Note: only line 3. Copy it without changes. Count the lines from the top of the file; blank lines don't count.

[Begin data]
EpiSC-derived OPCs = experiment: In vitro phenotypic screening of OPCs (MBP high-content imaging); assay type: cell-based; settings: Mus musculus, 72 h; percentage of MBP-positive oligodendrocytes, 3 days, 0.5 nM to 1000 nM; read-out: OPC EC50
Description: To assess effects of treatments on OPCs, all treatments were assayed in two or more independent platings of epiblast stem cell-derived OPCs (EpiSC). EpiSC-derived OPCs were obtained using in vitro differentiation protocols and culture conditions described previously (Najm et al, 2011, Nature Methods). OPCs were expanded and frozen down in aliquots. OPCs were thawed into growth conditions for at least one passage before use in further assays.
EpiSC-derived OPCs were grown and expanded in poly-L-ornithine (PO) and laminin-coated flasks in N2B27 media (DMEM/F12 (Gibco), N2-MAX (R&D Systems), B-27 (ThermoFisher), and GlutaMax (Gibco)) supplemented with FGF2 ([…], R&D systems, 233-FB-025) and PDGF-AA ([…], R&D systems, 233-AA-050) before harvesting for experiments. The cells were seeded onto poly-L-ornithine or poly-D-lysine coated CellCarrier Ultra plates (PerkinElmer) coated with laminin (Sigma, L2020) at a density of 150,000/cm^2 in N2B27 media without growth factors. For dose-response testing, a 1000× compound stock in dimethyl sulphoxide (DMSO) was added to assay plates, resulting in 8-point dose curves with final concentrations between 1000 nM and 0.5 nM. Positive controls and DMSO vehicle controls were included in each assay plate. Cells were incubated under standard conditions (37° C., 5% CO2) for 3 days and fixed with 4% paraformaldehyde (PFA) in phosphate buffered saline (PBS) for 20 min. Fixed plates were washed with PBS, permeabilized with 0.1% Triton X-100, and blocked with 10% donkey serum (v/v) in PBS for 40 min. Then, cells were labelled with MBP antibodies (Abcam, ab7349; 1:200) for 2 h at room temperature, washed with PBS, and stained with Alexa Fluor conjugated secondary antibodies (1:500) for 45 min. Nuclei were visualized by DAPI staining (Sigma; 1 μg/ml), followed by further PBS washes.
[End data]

EpiSC-derived OPCs were grown and expanded in poly-L-ornithine (PO) and laminin-coated flasks in N2B27 media (DMEM/F12 (Gibco), N2-MAX (R&D Systems), B-27 (ThermoFisher), and GlutaMax (Gibco)) supplemented with FGF2 ([…], R&D systems, 233-FB-025) and PDGF-AA ([…], R&D systems, 233-AA-050) before harvesting for experiments. The cells were seeded onto poly-L-ornithine or poly-D-lysine coated CellCarrier Ultra plates (PerkinElmer) coated with laminin (Sigma, L2020) at a density of 150,000/cm^2 in N2B27 media without growth factors. For dose-response testing, a 1000× compound stock in dimethyl sulphoxide (DMSO) was added to assay plates, resulting in 8-point dose curves with final concentrations between 1000 nM and 0.5 nM. Positive controls and DMSO vehicle controls were included in each assay plate. Cells were incubated under standard conditions (37° C., 5% CO2) for 3 days and fixed with 4% paraformaldehyde (PFA) in phosphate buffered saline (PBS) for 20 min. Fixed plates were washed with PBS, permeabilized with 0.1% Triton X-100, and blocked with 10% donkey serum (v/v) in PBS for 40 min. Then, cells were labelled with MBP antibodies (Abcam, ab7349; 1:200) for 2 h at room temperature, washed with PBS, and stained with Alexa Fluor conjugated secondary antibodies (1:500) for 45 min. Nuclei were visualized by DAPI staining (Sigma; 1 μg/ml), followed by further PBS washes.